America in Line

Poor lost souls. This is pathetic.
“If I die tomorrow, I did my duty.”
Washington Post
Long before Election Day, voters across the country have been lining up to cast their ballots. We sent teams of reporters and photographers to six cities — Houston, Albuquerque, Chattanooga, Sarasota, Atlanta and Columbus — to capture how people feel as they wait for their chance to be heard.
The line is a barrier. It stretches along sidewalks, around corners and through parking lots, zigging one way and zagging back the other. It is a daunting impediment to those who cannot wait. A reminder of this nation’s long history of voting hurdles. Protection against a deadly virus and a defiant response to those who have sought to deny the most basic right in a democracy.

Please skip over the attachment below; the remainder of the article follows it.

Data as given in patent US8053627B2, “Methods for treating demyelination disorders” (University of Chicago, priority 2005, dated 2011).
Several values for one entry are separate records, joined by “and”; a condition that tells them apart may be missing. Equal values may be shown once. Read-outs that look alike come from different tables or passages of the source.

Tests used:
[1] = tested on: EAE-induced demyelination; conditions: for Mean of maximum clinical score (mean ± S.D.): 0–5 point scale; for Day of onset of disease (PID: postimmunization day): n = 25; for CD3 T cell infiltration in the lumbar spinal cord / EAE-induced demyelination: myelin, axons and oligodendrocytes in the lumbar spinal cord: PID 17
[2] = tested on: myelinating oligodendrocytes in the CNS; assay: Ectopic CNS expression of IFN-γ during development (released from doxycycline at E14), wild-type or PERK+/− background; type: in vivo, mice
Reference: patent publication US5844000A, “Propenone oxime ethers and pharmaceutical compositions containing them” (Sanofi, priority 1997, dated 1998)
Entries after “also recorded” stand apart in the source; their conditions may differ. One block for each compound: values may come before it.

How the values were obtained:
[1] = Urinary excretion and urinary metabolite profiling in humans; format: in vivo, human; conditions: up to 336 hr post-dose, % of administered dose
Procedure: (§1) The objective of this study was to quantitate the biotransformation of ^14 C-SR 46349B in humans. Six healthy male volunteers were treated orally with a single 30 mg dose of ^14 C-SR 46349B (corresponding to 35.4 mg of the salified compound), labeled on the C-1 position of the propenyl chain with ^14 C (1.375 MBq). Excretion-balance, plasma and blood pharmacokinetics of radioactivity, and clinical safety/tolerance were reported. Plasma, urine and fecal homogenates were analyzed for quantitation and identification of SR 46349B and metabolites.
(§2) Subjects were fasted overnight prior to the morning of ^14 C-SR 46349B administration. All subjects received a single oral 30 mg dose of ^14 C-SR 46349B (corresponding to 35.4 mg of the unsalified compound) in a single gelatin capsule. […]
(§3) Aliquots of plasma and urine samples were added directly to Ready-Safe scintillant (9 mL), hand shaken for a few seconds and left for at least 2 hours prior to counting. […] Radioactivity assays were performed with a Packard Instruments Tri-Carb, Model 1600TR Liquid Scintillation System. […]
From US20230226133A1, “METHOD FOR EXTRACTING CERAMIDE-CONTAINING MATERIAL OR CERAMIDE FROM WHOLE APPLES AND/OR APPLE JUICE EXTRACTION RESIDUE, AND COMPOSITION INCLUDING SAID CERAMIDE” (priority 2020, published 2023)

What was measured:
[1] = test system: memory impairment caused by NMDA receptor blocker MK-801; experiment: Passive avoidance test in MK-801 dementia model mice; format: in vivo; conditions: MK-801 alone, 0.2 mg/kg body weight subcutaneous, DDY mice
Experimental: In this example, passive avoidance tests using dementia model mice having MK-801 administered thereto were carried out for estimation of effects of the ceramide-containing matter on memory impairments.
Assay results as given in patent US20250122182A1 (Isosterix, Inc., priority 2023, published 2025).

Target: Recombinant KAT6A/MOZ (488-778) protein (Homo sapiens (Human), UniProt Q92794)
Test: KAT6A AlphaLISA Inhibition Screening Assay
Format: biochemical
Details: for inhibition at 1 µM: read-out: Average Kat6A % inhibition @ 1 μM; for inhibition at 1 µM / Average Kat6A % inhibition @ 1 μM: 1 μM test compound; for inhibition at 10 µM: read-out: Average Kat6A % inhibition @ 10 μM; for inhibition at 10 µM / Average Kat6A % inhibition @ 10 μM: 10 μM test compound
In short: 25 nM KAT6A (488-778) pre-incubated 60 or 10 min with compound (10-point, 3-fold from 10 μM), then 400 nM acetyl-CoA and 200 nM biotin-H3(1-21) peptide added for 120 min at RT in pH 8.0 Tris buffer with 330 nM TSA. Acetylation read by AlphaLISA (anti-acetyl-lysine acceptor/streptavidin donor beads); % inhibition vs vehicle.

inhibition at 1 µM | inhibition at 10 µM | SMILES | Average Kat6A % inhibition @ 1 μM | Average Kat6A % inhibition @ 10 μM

The line is an inspiration. The crowd moves with shared purpose. Strangers hand out water bottles. A woman sways to gospel music. Lawn chairs are pulled out and pizzas ordered. Red, white and blue are the colors of the day.
The line is a promise. Hours of standing, six feet apart, a few steps at a time, for the chance to make a choice. One person, one vote. A right first granted to White, male landowners in 1776, then claimed through political and violent struggle by women, Native, Black and Latino Americans and naturalized citizens.
All now have a place in the line.

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